Thursday, August 23, 2007

Hebmüller Pre-Filter

I finally got my pre-filter installed on the Jetta. It filters down to about 150 microns, which is not very small for a filter, but the larger filter medium makes sure that I don't lose any flow capacity across the filter element. However it's still small enough to catch any dino-diesel crud left over in my tank that gets cleaned out by the biodiesel before it clogs my main fuel filter. Thus, a clogged main filter is a thing of the past. :-) Had my car been running on biodiesel from the start, there would be no crud in the tank for the biodiesel to clean out so there would be no worry for a clogged main fuel filter.

It is still kind of fun to see the "bean juice" flowing freely into the engine through this clear pre-filter though. It should also help out in the winter when there *might* be a chance of the fuel gelling. This will allow me to see it easily if it happens. The air space in the top is nothing to worry about because it's a low pressure line on these pre-2003 TDI's. If it were a post-2003 engine (PD engine), the line would be pressurized by the tank pump and pump that air pocket right out.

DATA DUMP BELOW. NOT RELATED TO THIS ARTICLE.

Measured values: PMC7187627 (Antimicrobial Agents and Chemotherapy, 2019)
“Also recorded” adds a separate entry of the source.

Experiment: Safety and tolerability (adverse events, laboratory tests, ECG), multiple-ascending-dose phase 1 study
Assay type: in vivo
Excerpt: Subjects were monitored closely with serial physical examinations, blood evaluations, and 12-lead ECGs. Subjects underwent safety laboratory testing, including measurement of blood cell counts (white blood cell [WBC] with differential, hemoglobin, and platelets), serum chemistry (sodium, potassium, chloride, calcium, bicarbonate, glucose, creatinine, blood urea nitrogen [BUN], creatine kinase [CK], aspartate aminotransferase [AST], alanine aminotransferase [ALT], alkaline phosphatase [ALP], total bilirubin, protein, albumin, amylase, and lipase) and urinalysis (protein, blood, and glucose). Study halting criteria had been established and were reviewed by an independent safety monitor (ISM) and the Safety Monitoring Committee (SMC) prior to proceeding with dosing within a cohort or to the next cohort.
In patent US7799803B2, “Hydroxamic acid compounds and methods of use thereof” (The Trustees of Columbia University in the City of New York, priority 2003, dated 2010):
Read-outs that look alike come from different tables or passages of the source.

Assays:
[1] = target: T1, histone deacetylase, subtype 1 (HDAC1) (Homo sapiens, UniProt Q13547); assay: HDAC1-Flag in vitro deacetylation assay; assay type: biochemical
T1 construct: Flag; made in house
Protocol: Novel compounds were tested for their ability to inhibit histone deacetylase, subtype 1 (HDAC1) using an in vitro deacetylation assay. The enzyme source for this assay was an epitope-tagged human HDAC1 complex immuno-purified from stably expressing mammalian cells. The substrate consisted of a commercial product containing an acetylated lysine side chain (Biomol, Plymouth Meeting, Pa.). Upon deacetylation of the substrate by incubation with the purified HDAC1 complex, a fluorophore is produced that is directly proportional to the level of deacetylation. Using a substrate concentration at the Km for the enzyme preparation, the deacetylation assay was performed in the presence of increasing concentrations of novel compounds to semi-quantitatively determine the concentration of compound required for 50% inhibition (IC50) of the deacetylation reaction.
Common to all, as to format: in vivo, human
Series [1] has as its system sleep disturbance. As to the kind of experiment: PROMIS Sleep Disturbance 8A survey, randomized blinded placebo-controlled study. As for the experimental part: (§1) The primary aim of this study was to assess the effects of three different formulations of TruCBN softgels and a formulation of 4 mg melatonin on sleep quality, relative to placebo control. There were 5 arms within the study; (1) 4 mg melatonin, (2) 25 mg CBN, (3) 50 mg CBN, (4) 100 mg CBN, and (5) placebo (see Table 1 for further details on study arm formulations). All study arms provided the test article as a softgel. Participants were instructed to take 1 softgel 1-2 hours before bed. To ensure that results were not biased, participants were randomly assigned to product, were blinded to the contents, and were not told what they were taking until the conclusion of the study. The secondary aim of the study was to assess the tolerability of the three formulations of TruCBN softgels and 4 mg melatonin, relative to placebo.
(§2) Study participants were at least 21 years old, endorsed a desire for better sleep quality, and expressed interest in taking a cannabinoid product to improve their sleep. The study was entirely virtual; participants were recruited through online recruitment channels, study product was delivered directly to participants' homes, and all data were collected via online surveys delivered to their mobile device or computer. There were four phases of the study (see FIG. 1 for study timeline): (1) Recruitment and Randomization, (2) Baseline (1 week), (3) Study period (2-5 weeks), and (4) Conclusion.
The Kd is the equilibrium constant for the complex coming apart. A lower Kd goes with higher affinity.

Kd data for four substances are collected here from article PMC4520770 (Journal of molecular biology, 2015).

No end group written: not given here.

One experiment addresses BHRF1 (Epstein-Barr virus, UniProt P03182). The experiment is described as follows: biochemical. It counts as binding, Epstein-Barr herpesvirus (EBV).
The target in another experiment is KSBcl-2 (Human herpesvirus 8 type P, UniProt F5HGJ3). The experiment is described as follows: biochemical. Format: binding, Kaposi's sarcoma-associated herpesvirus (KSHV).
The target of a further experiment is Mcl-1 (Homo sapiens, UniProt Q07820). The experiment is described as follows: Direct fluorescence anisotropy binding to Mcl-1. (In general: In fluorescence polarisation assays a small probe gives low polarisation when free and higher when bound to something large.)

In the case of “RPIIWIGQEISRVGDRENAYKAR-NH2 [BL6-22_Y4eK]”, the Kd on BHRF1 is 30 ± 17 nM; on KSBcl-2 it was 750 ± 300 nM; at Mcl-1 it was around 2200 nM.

If anyone local is interested, I have some extra filters and high-quality fuel line because I had to buy in bulk. The filter cost me $3.25 each and the hose cost me about $2.00/foot, both prices including shipping. If anybody local wants to put one on your TDI, let me know and you can buy the stuff from me for what I bought it for. Some people don't even put the new fuel hose on, but instead they just cut a section out of their original fuel line and put the filter in place, this works just fine too, but I liked the look of the blue hose, haha.

Monday, August 20, 2007

A Crude Awakening

I haven't blogged for a bit, so today turns out to be a good day to blog. We had a great time this weekend with our friends, Steve, Liz, and Nash (and Lexi too of course), that finally joined us up in Salt Lake. Cornia even showed up at their house! He's got a great reggae band, "Carlos Cornia" that I actually have yet to see in person, but want to really bad. We went to eat at Settebello, mmmm, that's all that needs to be said about that :-)

But the main thing that spurred me to post was the movie that Gina and I just got done watching, A Crude Awakening. My favorite part was hearing about Hubbert's Peak because I have learned about it in school already and could relate to it. I highly recommend the movie if you have not seen it